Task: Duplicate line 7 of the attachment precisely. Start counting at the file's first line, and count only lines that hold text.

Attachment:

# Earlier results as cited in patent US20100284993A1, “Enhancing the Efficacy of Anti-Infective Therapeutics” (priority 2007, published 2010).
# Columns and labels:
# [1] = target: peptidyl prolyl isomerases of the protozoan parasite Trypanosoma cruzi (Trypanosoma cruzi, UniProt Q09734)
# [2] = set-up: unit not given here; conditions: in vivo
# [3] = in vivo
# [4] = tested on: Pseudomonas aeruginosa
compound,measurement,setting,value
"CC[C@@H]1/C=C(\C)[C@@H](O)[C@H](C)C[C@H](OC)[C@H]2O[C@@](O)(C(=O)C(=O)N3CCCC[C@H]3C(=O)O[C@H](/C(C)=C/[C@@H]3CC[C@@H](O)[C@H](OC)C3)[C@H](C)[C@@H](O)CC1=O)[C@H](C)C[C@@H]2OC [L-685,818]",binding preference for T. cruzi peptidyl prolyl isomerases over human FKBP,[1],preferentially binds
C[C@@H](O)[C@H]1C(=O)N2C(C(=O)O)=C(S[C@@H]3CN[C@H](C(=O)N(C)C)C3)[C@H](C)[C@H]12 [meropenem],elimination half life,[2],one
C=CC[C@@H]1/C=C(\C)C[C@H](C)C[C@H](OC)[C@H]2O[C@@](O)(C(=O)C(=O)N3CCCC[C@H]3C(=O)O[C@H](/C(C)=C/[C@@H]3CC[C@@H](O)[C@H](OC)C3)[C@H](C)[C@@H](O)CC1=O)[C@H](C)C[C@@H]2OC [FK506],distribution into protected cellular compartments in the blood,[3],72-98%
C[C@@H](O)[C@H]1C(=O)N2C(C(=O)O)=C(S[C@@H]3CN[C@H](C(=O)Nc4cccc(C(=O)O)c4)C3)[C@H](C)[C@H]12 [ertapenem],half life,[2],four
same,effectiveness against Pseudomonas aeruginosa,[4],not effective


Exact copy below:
compound,measurement,setting,value